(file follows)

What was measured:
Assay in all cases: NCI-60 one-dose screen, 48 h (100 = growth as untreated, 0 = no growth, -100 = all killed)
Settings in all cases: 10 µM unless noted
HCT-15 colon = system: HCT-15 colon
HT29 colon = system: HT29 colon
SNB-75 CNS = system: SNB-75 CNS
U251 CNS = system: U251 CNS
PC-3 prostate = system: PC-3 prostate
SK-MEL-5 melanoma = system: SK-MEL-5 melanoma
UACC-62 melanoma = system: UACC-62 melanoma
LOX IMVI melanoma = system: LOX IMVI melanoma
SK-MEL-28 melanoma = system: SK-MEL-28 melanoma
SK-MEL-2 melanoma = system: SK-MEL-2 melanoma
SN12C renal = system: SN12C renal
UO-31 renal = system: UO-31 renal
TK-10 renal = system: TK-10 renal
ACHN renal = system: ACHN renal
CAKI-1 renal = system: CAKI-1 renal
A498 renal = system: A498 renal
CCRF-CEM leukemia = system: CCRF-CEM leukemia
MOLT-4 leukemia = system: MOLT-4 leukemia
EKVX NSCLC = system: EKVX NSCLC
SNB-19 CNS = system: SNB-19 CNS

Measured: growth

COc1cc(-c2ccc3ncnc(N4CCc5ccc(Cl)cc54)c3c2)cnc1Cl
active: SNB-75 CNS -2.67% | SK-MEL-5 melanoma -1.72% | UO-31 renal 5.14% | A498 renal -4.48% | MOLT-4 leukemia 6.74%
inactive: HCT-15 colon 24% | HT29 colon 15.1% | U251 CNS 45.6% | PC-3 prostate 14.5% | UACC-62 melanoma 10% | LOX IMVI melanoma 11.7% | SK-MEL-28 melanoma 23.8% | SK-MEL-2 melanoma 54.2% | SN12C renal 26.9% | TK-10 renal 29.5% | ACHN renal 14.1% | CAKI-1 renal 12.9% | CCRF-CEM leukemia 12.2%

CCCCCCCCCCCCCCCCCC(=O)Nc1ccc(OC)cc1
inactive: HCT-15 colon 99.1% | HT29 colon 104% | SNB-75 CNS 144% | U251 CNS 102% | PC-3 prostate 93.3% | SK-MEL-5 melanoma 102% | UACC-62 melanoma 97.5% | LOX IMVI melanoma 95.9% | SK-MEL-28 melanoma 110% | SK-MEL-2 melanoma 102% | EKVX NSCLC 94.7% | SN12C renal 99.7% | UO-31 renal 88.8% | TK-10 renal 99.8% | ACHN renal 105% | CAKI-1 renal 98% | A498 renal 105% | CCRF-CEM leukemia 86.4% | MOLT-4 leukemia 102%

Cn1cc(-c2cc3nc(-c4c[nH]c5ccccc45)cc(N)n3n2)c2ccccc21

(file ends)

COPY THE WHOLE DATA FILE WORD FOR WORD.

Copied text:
What was measured:
Assay in all cases: NCI-60 one-dose screen, 48 h (100 = growth as untreated, 0 = no growth, -100 = all killed)
Settings in all cases: 10 µM unless noted
HCT-15 colon = system: HCT-15 colon
HT29 colon = system: HT29 colon
SNB-75 CNS = system: SNB-75 CNS
U251 CNS = system: U251 CNS
PC-3 prostate = system: PC-3 prostate
SK-MEL-5 melanoma = system: SK-MEL-5 melanoma
UACC-62 melanoma = system: UACC-62 melanoma
LOX IMVI melanoma = system: LOX IMVI melanoma
SK-MEL-28 melanoma = system: SK-MEL-28 melanoma
SK-MEL-2 melanoma = system: SK-MEL-2 melanoma
SN12C renal = system: SN12C renal
UO-31 renal = system: UO-31 renal
TK-10 renal = system: TK-10 renal
ACHN renal = system: ACHN renal
CAKI-1 renal = system: CAKI-1 renal
A498 renal = system: A498 renal
CCRF-CEM leukemia = system: CCRF-CEM leukemia
MOLT-4 leukemia = system: MOLT-4 leukemia
EKVX NSCLC = system: EKVX NSCLC
SNB-19 CNS = system: SNB-19 CNS

Measured: growth

COc1cc(-c2ccc3ncnc(N4CCc5ccc(Cl)cc54)c3c2)cnc1Cl
active: SNB-75 CNS -2.67% | SK-MEL-5 melanoma -1.72% | UO-31 renal 5.14% | A498 renal -4.48% | MOLT-4 leukemia 6.74%
inactive: HCT-15 colon 24% | HT29 colon 15.1% | U251 CNS 45.6% | PC-3 prostate 14.5% | UACC-62 melanoma 10% | LOX IMVI melanoma 11.7% | SK-MEL-28 melanoma 23.8% | SK-MEL-2 melanoma 54.2% | SN12C renal 26.9% | TK-10 renal 29.5% | ACHN renal 14.1% | CAKI-1 renal 12.9% | CCRF-CEM leukemia 12.2%

CCCCCCCCCCCCCCCCCC(=O)Nc1ccc(OC)cc1
inactive: HCT-15 colon 99.1% | HT29 colon 104% | SNB-75 CNS 144% | U251 CNS 102% | PC-3 prostate 93.3% | SK-MEL-5 melanoma 102% | UACC-62 melanoma 97.5% | LOX IMVI melanoma 95.9% | SK-MEL-28 melanoma 110% | SK-MEL-2 melanoma 102% | EKVX NSCLC 94.7% | SN12C renal 99.7% | UO-31 renal 88.8% | TK-10 renal 99.8% | ACHN renal 105% | CAKI-1 renal 98% | A498 renal 105% | CCRF-CEM leukemia 86.4% | MOLT-4 leukemia 102%

Cn1cc(-c2cc3nc(-c4c[nH]c5ccccc45)cc(N)n3n2)c2ccccc21